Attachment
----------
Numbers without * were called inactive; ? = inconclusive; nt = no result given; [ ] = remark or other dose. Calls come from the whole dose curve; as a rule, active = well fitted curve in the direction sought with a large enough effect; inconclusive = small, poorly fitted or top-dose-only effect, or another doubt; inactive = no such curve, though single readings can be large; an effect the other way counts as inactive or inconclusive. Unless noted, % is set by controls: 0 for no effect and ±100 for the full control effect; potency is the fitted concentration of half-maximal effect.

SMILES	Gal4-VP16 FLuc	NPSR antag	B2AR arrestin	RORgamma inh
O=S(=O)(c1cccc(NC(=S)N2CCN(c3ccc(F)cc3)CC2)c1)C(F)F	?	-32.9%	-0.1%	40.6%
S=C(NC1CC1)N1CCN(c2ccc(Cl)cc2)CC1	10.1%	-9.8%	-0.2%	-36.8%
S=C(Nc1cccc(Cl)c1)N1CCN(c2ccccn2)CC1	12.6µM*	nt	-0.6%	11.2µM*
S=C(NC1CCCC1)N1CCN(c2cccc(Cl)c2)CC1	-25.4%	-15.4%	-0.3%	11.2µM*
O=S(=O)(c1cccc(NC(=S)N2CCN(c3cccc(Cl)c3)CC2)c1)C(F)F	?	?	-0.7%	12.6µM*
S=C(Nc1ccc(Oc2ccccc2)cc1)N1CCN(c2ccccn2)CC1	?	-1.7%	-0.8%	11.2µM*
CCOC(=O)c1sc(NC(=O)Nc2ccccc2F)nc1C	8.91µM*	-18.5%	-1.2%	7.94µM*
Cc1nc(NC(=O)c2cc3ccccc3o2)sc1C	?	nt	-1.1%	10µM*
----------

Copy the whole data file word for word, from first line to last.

Numbers without * were called inactive; ? = inconclusive; nt = no result given; [ ] = remark or other dose. Calls come from the whole dose curve; as a rule, active = well fitted curve in the direction sought with a large enough effect; inconclusive = small, poorly fitted or top-dose-only effect, or another doubt; inactive = no such curve, though single readings can be large; an effect the other way counts as inactive or inconclusive. Unless noted, % is set by controls: 0 for no effect and ±100 for the full control effect; potency is the fitted concentration of half-maximal effect.

SMILES	Gal4-VP16 FLuc	NPSR antag	B2AR arrestin	RORgamma inh
O=S(=O)(c1cccc(NC(=S)N2CCN(c3ccc(F)cc3)CC2)c1)C(F)F	?	-32.9%	-0.1%	40.6%
S=C(NC1CC1)N1CCN(c2ccc(Cl)cc2)CC1	10.1%	-9.8%	-0.2%	-36.8%
S=C(Nc1cccc(Cl)c1)N1CCN(c2ccccn2)CC1	12.6µM*	nt	-0.6%	11.2µM*
S=C(NC1CCCC1)N1CCN(c2cccc(Cl)c2)CC1	-25.4%	-15.4%	-0.3%	11.2µM*
O=S(=O)(c1cccc(NC(=S)N2CCN(c3cccc(Cl)c3)CC2)c1)C(F)F	?	?	-0.7%	12.6µM*
S=C(Nc1ccc(Oc2ccccc2)cc1)N1CCN(c2ccccn2)CC1	?	-1.7%	-0.8%	11.2µM*
CCOC(=O)c1sc(NC(=O)Nc2ccccc2F)nc1C	8.91µM*	-18.5%	-1.2%	7.94µM*
Cc1nc(NC(=O)c2cc3ccccc3o2)sc1C	?	nt	-1.1%	10µM*